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Pulling the andon: How to have a 1 on 1 …… The 5 steps to success – whether you’re the boss or not

Pulling the andon: How to have a 1 on 1 …… The 5 steps to success – whether you’re the boss or not

How do I have a solid, productive 1×1 (one on one – typically a meeting between a leader and his/her employee)?

What does a good 1×1 looks like?

How do I have a good 1×1 with my boss even though it’s obvious they don’t know how to have a productive one?

In the last few weeks, I have been asked by different people – both managers and employees – enough times that I took a moment to step back. In the operations world, after recognizing an error in a system, an “andon”, or an alert to notify of a problem in the system, is pulled. It’s a way to go “all stop” when something that is important to the department’s function isn’t working. The system is stopped until the problem has been fixed.

It’s time to pull the andon. 1×1’s are vital to individual success à therefore … they are even more so to the department and organization.

Why have a 1×1?

  1. It’s communication, stupid – How do you know if you don’t ask and they don’t tell you?
  2. Get on the same page – It is guaranteed you aren’t – you’re not the same person; you have different perspectives. You must continuously ask/ tell to bridge those gaps.
  3. Never be surprised – What’s the status of the 3 goals that were assigned 3 months ago? Don’t be surprised – use the 1×1’s to talk about development and roadblocks.
  4. You have no idea how far you can go – In this case, the “you” is plural. You and he/she do not know how much can be done unless you talk through objectives, issues, problems. Your job is not static.
  5. Get to know them – Last, but certainly not least. Connections will get you everywhere. Find something that you and he/ she have in common. Learn about what they enjoy – family, hobbies, work.

Leaders: How do you effectively run a 1×1?

  1. Have a plan – This should be agreed on.. they should know what to expect. Create 3-5 bullet items that you will cover. Questions to ask: What do you struggle with? Can you elaborate further?
  2. Stick to it – Once you set the agenda, do as you say – don’t move around a lot – your employee expects that. You can be flexible once your topics have been discussed but don’t go down a rabbit hole unless you believe it will get back to one of the reasons you’re having the 1×1. This manages expectations – not to mention, your very limited time.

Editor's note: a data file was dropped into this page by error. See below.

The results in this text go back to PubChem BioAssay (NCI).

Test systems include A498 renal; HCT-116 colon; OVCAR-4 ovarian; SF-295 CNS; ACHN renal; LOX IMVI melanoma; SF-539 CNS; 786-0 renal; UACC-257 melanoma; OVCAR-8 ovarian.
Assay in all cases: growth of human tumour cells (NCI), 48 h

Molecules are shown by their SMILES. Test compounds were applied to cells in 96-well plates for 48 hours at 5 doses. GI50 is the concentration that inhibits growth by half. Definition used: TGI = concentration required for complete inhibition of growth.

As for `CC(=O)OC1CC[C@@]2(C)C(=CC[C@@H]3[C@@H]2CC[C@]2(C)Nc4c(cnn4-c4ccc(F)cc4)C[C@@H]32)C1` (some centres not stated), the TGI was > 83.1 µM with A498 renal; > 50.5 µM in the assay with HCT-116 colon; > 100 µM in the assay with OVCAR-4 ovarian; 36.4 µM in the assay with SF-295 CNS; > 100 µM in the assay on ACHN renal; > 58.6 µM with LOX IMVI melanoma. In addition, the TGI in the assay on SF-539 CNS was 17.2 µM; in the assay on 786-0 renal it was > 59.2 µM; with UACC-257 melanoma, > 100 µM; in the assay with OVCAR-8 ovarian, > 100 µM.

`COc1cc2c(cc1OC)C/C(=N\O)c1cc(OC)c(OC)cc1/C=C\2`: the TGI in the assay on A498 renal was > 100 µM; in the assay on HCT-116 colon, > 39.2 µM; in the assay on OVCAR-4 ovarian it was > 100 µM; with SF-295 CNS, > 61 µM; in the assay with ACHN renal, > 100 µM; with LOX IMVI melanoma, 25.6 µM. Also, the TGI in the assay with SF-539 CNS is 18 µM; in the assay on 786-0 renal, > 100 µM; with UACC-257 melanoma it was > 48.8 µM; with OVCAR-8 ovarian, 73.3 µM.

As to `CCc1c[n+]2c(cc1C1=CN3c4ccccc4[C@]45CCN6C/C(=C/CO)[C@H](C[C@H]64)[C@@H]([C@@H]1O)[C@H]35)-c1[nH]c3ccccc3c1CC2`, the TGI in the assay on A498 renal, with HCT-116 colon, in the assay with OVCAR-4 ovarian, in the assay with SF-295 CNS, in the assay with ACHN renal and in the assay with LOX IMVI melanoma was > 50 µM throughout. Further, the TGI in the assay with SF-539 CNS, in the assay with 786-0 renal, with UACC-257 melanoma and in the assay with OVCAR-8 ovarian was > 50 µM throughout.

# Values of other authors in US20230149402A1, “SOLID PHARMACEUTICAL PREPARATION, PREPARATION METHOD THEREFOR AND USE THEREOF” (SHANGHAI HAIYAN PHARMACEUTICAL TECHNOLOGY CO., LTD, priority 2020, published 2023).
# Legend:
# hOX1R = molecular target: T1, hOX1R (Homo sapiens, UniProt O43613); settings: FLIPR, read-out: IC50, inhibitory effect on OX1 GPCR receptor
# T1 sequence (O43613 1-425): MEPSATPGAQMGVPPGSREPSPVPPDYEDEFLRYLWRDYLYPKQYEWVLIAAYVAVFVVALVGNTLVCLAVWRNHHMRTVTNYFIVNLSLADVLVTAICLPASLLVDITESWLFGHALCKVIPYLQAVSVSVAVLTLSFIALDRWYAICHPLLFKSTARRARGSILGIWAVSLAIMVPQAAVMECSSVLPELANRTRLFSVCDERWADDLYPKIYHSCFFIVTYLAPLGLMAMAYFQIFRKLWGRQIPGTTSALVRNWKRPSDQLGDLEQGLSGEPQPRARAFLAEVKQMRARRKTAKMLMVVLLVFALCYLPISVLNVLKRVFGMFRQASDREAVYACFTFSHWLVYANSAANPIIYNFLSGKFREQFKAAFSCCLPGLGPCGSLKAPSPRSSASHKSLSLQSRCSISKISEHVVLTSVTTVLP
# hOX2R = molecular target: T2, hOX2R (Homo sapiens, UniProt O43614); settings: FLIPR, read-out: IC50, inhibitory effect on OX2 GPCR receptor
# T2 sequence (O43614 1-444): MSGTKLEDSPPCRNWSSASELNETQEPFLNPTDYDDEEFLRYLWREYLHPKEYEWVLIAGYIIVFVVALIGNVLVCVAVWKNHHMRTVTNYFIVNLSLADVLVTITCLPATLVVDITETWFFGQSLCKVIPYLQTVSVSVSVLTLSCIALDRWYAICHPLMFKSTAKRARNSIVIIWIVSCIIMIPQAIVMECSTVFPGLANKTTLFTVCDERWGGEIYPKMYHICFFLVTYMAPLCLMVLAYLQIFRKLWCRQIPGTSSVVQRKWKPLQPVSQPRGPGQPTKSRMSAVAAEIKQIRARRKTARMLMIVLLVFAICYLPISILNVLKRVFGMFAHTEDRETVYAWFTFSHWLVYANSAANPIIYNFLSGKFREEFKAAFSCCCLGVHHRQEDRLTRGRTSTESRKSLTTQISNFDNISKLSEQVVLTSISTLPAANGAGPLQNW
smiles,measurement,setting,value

3. Shut up and listen. Build Trust. – Unless you have a photographic memory, take notes. You’ll want something to revisit during the next 1×1. Did they work on what they said they would? Did you? Ask the question, “To make sure I understand, you are (working on/ struggling with) XYZ?”
  4. Don’t talk about work – The 1×1 is not a time to get a report out or an update from the employee. The 1×1 is ABOUT them. If they decide they want to bring up a specific project as it relates to your agreed upon plan, allow it to happen… be ok to be candid with them if they are going off topic – especially if you’re on a time limit (and you are!)
  5. Stick to the time limit – Respect their time – and yours. If it’s 30 mins – don’t go over. If you need more time, discuss WHY you need more time – is a 1×1 the best format for the additional need? Or would an email or a discussion with another individual on a specific topic more beneficial? Close with a solid “I look forward to seeing XYZ from you by tomorrow” or “I appreciate you telling me ABC, and will get back to you by Friday”

How do you lead the 1×1 – if you’re not the leader?

  1. Have a plan … but be flexible – your boss should have an agenda. If he/she doesn’t – be ok to listen to points beyond what you want to discuss. One of them could relate to a goal that you want to focus on later… you just have to be patient and wait a little.
  2. See it from the boss’ point of view – Do you know what other objectives or goals is in front of him/ her – what’s on their priority list? What’s important right now to his/ her boss?
  3. Talk…. And listen – What’s being said? What’s NOT being said? Look beyond what he/she is saying. How is it being said? What is the reaction to what you’re saying? Be able to recognize different in emotions & moods – you may not want to bring up a certain point if you can recognize your boss doesn’t have the mindset to listen because he/she is overwhelmed that day.